Ted Dekker has done it again! In his newest novel The Bride Collector, to be released April 13, 2010, Dekker takes us deep into the mind of a psychotic killer and what a ride it is! I’ve been a fan of Dekkers for a while now, reading quite a few of his novels and this one is one of the best. The story builds relatively slowly giving you background on people and setting the scene. Once the story takes off though it’s hard to put this novel down and get back to real life. You just want to keep going and find out what’s coming next and those pages fly by until you find sadly that you’ve already come to the conclusion of the story.
FBI special agent Brad Raines is tracking The Bride Collector who has already killed four beautiful women. The Bride Collector, in his delusional mind, feels he is the chosen one to find and bring the perfect bride to God. The Bride Collector, thus called this because after he is finished putting the women through his horrors, he leaves them with a bridal veil. The worst thing is he leaves nothing at the crime scenes in terms of evidence; he cleans up thoroughly leaving Brad and his partner Nikki with no leads to follow.
The Bride Collector is looking for seven brides – the number of perfection. Brad and Nikki haven’t got much time to find the killer before he grabs his next victim. The situation is getting desperate, desperate enough that Brad decides to enlist the help of patients at the Center for Well-being and Intelligence – they feel that the killer may have been a patient at a mental institution at some point. These are people, who while mentally ill, are also extremely intelligent and gifted. The one person’s thoughts he’s keen on getting are those of Paradise who has the ability to touch a dead person and see the last moment’s of their lives.
Meantime Brad has become the object of The Bride Collector’s interest. Unfortunately for Brad, the killer feels he is a worthy adversary. This also doesn’t bode well for Brad’s partner Nikki as she becomes the next target of The Bride Collector’s fantasies. This has become very personal for Brad and the hunt intensifies. The patients at the Center for Well-Being and Intelligence are brought in even further in an attempt to find out who the killer may be. With their extraordinary talents and odd ways of coming to conclusions it makes for interesting reading. They need to hurry though because if they don’t, it may be TOO LATE!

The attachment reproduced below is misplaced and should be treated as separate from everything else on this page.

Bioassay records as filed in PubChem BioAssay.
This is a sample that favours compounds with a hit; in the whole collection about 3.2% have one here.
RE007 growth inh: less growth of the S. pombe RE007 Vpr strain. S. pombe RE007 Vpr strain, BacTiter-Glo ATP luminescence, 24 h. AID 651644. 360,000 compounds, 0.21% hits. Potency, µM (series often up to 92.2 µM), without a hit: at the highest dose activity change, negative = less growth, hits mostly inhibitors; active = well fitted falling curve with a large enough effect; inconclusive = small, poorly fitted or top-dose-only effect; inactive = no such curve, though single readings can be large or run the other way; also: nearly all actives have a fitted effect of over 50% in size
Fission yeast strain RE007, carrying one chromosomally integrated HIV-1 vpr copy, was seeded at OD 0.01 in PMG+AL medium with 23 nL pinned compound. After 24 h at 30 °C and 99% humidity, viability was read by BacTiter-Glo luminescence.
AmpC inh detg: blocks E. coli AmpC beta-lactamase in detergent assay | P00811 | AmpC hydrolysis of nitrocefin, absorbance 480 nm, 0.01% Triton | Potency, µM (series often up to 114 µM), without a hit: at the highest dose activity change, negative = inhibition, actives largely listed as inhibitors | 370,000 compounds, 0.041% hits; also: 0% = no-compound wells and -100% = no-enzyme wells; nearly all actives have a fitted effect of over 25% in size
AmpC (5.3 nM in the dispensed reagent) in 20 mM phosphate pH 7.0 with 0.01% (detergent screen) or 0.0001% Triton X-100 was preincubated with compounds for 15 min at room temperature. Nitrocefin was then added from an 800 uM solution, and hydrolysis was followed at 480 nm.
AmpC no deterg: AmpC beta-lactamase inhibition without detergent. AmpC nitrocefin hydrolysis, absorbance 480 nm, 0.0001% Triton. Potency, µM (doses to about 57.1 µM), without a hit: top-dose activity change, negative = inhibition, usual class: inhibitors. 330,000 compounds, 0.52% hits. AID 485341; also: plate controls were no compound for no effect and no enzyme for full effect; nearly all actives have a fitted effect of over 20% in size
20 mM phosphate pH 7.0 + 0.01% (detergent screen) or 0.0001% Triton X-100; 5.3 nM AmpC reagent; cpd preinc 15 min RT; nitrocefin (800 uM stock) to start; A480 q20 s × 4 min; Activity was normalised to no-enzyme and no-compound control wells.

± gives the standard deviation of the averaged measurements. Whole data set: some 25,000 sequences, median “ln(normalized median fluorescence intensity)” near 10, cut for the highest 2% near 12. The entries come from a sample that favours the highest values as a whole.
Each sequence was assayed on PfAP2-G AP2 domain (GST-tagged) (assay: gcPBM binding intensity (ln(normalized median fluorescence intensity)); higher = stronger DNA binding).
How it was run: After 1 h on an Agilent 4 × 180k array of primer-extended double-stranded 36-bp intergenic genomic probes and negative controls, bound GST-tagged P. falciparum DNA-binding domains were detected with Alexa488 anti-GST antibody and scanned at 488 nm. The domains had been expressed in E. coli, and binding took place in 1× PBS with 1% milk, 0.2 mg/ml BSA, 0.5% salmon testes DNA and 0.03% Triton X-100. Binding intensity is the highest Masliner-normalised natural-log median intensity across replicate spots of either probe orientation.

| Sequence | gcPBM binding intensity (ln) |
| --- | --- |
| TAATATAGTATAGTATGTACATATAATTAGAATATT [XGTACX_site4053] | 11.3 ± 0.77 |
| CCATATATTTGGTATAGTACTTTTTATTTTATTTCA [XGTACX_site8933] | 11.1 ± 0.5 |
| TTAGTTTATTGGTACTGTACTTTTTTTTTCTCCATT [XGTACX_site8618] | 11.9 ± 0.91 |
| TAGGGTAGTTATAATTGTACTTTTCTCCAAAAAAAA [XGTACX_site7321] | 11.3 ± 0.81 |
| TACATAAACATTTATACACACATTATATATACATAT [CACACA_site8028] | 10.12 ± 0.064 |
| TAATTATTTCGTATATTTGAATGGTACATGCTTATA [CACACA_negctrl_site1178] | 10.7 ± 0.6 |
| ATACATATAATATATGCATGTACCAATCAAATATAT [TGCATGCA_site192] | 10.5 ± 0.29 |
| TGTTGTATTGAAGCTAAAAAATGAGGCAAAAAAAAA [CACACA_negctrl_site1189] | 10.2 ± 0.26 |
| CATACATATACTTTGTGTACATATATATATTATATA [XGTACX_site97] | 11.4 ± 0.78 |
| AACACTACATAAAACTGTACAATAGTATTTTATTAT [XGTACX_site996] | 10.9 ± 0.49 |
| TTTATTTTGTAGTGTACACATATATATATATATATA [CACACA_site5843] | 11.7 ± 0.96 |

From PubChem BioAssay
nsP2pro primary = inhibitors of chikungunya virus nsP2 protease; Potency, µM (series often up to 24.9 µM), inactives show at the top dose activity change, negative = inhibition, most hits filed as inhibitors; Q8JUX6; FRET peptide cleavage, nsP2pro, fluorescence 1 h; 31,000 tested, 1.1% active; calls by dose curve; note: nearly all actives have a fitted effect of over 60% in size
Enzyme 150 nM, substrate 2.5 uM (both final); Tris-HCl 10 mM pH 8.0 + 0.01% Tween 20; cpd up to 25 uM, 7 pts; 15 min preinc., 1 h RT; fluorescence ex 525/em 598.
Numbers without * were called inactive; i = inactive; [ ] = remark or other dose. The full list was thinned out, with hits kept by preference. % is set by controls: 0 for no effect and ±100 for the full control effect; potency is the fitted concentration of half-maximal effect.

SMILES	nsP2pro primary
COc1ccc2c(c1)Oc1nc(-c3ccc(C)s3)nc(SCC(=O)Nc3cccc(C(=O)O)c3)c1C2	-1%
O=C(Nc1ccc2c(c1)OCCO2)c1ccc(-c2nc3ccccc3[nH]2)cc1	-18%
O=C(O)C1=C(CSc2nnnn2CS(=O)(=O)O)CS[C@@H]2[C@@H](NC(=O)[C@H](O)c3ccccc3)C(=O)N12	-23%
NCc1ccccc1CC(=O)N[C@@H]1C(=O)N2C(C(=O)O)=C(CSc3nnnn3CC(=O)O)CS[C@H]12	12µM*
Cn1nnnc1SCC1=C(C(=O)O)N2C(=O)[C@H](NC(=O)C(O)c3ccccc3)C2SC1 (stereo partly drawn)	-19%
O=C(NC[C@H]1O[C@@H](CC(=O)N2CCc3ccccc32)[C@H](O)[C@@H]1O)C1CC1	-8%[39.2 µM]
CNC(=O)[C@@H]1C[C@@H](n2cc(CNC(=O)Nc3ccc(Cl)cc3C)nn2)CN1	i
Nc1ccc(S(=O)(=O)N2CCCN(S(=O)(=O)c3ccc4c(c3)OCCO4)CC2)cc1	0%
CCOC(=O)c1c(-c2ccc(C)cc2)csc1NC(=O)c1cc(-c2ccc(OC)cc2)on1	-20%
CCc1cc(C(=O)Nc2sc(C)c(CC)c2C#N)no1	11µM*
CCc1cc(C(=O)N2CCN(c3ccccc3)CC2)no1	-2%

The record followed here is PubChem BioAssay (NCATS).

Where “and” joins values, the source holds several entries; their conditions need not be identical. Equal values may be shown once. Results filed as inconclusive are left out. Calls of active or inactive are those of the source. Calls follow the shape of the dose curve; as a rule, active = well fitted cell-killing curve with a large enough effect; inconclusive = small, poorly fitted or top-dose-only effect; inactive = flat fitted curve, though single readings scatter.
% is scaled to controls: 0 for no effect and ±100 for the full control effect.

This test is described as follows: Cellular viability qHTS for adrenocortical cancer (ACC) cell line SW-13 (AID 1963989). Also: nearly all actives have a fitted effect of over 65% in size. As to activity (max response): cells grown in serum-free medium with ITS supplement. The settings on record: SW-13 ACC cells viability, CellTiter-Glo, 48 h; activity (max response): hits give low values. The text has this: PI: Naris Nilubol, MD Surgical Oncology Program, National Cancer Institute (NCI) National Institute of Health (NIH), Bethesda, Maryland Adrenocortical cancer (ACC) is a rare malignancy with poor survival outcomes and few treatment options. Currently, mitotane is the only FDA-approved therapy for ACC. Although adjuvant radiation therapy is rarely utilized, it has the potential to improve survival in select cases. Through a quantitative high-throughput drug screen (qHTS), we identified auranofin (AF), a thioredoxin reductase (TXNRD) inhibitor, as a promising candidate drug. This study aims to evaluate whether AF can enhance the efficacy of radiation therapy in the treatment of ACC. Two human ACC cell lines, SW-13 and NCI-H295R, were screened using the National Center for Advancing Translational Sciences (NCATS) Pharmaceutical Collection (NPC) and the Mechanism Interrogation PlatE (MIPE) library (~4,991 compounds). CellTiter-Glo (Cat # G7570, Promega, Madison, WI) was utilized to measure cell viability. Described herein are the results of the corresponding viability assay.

Dekker has done a good job with the characters in this novel. Brad Raines is a likable guy and as the story evolves so does he. Paradise from the Center is another character I really liked. She’s had a rough childhood and with her illness, things haven’t always been easy for her. Another individual at the Center is Roudy who is actually quite amusing along with being very good at analyzing crime scenes. As well, the ex-nun Allison, who runs the Center is a great character who does everything she can to help her patients and have them treated as normal human beings.
Ted Dekker always has a message to share and his books will always make you stop and think. One other thing I have to mention about Ted Dekker novels is that you get this great suspenseful, sometimes horrific stuff going on yet there is never any bad language – this I find pretty impressive. This novel I think shows us that the mentally ill aren’t just people put away somewhere. Most often they are extremely intelligent people who just don’t have the capabilities of handling their gifts. Dekker also shows us that to love everyone is what God wants for us. This is another really great novel from Dekker and one well worth reading for those who want a suspenseful thriller that will keep you on the edge of your seat!
I read The Bride Collector for Ted Dekker’s pre-publication Blog Tour with Hachette Book Group. Again, The Bride Collector by Tedd Dekker will be released April 13, 2010 and can be pre-ordered here in the US and here in Canada.
My thanks…to Miriam with Hachette for my review copy of The Bride Collector and the opportunity to participate in Ted Dekker’s Blog Tour.